Perhaps it is unfair to ask that a natural history of spirits include the supernatural; then again, the impact of religious believers on culture should be of sociological interest. At the very least, it can be said that Distilled’s rich array of data provides ample matter for theological rumination. ­DeSalle and Tattersall note, for example, that Homo sapiens is one of the few species on the planet that has the right set of enzymes to break down ethanol (the alcohol in potable spirits), and that we acquired these precious digestive catalysts hundreds of millennia before our primitive forebears learned how to ferment or distill strong drink. If this is not proof of theistic evolution and the providential hand of a loving God, I don’t know what is.

Distilled, if you will, provides the lower blade of the scissors, cutting from the bottom of human experience towards the top. Seeing through the eyes of God, by contrast, is the upper blade of the scissors, cutting from above sub specie aeternitatis as it goes down to the weeds of our lives. To fathom the fullness of reality is to use both blades, and those who only use one or the other are missing something.

Or, to change metaphors, to see the whole is to see stereoscopically. As Chesterton writes in Orthodoxy:

Mysticism keeps men sane. As long as you have mystery you have health; when you destroy mystery you create morbidity. The ordinary man has always been sane because the ordinary man has always been a mystic. He has permitted the ­twilight. He has always had one foot in earth and the other in fairyland. . . . His spiritual sight is stereoscopic, like his physical sight: he sees two different pictures at once and yet sees all the better for that.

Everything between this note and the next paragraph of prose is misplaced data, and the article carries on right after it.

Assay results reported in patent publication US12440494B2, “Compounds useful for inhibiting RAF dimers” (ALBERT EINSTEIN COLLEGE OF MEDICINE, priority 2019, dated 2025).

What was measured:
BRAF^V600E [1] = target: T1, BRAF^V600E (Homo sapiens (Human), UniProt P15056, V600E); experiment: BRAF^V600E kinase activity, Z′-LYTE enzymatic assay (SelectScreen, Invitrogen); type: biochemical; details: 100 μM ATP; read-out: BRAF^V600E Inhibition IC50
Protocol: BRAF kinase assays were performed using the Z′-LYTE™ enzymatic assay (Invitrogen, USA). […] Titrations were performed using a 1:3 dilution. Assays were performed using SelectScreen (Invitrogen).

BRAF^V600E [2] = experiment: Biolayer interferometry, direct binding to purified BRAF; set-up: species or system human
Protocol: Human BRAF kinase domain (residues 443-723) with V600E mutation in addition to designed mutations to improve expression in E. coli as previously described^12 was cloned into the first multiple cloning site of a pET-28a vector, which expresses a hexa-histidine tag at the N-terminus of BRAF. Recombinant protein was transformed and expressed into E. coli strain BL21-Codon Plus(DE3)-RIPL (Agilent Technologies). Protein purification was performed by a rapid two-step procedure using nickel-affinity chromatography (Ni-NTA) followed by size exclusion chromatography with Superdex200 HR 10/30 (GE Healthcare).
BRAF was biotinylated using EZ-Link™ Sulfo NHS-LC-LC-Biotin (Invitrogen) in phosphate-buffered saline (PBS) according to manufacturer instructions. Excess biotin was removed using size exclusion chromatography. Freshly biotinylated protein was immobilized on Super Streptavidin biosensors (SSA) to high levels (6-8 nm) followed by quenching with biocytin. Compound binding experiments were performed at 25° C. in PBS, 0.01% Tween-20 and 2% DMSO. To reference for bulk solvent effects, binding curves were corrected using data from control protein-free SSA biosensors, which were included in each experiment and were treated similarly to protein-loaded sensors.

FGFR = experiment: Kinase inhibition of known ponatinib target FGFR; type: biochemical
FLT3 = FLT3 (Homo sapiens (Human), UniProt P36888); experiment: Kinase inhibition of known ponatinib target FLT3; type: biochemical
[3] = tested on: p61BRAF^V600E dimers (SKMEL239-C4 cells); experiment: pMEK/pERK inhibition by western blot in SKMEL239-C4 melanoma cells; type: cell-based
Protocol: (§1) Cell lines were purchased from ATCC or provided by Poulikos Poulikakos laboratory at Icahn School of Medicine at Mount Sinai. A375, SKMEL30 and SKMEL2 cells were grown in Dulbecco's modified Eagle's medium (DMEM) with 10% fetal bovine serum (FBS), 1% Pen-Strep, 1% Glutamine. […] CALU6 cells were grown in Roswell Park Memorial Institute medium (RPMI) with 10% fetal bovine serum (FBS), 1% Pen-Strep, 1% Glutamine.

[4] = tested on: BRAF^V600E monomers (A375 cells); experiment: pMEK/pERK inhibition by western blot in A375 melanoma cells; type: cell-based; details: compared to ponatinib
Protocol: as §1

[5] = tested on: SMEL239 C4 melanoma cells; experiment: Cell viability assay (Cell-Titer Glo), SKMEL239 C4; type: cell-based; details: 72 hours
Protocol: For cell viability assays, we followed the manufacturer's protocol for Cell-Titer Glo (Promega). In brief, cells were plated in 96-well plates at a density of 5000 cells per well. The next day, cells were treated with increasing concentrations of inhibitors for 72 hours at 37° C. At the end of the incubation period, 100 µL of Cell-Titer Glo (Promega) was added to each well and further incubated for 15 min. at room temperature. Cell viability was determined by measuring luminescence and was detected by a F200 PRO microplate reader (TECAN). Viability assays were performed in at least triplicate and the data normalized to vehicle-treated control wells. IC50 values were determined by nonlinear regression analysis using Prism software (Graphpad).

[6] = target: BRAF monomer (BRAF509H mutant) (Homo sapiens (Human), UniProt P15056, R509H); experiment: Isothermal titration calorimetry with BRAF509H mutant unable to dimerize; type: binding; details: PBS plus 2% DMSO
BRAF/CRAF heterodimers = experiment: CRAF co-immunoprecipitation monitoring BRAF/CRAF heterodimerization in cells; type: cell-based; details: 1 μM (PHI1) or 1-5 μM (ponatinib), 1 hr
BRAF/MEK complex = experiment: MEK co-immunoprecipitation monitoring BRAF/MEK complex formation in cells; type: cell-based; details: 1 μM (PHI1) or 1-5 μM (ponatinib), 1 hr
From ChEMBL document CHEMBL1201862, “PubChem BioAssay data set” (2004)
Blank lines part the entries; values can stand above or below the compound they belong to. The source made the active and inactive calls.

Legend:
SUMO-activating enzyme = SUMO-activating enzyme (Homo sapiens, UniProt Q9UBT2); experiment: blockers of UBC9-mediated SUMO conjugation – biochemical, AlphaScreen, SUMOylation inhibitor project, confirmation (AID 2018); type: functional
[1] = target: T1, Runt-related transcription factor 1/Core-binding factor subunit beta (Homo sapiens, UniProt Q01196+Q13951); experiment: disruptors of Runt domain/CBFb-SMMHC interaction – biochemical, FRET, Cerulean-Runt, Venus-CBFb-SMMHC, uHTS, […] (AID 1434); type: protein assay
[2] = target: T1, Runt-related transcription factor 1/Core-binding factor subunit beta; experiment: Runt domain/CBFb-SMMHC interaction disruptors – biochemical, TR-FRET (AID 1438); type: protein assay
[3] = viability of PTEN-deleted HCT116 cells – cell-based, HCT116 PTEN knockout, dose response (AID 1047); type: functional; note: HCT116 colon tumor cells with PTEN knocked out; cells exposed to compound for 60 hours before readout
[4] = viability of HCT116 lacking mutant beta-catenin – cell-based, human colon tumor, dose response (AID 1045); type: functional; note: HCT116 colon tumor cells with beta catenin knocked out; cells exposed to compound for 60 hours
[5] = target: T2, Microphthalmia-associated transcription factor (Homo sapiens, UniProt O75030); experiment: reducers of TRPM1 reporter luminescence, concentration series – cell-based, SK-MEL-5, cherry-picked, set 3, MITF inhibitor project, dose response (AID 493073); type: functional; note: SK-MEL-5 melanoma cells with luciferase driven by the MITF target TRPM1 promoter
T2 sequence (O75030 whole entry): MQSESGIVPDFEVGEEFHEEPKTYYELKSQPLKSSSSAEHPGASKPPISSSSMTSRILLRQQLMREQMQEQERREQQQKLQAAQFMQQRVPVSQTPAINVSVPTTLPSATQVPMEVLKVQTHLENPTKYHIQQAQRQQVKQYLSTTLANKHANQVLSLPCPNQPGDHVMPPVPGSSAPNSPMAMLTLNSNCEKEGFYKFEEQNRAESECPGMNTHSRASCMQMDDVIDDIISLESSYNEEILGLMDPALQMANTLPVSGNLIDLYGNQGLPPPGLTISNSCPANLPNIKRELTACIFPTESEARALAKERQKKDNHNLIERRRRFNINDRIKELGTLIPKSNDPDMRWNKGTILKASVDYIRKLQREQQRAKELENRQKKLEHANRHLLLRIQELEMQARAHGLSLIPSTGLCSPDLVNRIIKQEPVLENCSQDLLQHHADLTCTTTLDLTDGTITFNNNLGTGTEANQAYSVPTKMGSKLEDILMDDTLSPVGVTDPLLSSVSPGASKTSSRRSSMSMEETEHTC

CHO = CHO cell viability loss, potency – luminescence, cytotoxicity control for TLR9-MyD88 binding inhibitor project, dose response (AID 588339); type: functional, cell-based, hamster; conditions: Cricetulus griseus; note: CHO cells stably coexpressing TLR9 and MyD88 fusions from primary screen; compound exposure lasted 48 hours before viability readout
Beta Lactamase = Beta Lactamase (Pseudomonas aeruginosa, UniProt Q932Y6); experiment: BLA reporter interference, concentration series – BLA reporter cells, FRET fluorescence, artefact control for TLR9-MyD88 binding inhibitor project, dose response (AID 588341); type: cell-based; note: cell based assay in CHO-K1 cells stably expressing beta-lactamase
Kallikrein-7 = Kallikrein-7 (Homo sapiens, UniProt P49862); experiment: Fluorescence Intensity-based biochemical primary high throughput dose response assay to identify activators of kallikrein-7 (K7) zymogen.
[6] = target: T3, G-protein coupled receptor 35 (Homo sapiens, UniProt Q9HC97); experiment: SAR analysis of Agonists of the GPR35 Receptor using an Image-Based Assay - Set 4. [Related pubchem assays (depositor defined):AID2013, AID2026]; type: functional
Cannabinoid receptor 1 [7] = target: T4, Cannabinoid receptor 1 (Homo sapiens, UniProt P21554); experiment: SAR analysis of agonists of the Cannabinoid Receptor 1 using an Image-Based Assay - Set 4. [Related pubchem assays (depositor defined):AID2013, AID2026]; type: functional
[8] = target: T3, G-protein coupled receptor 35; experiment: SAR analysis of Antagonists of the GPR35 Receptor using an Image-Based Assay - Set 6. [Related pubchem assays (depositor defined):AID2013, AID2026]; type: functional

Since alcohology is no exception to this rule, a complete treatment of the subject must include this mystical upper blade. And so it is fair to ask: What was God thinking when he designed a creature who could safely consume alcohol, and when he chose wine for his most Blessed Sacrament? Surely he knew that alcohol—like sex, and like the very faculty of reason that separates us from the beasts—was, on the whole, more to be abused than used rightly. As DeSalle and Tattersall wryly note: “Homo sapiens is perhaps most convincingly defined as a species compelled to take every excellent idea to a crazy extreme.”

And yet the Creator nonetheless chose wine, which on a natural level passes from our blood into our brains and affects us accordingly, to be the matter that turns into the precious blood of his Son and enriches our souls. This is no accident. St. Thomas Aquinas goes so far as to suggest that wine was chosen for the Eucharist not despite its alcoholic content but in part because of it. Aquinas reasons that just as bread is good for the body (gluten detractors notwithstanding), wine is good for the soul insofar as it “cheers the heart of man” (Summa Theologiae III.74.1–5). And wine produces that cheer, we hasten to add, by the C2H5OH contained therein, and not its oaky finish or nice legs.

There will be no sex in heaven and no booze, but that does not mean that these goods are to be despised. On the contrary, they are beautiful foreshadowings of a union, an intimacy, and a fellowship that will be enjoyed by all who experience the beatific vision. The dregs of these material pleasures will dissolve when we see God face to face, but that is no reason not to appreciate them now. In vino Veritas.

Michael P. Foley is the co-author of the forthcoming Dining with the Saints: The Sinner’s Guide to a Righteous Feast.

Image by Rawpixel via Creative Commons. Image cropped.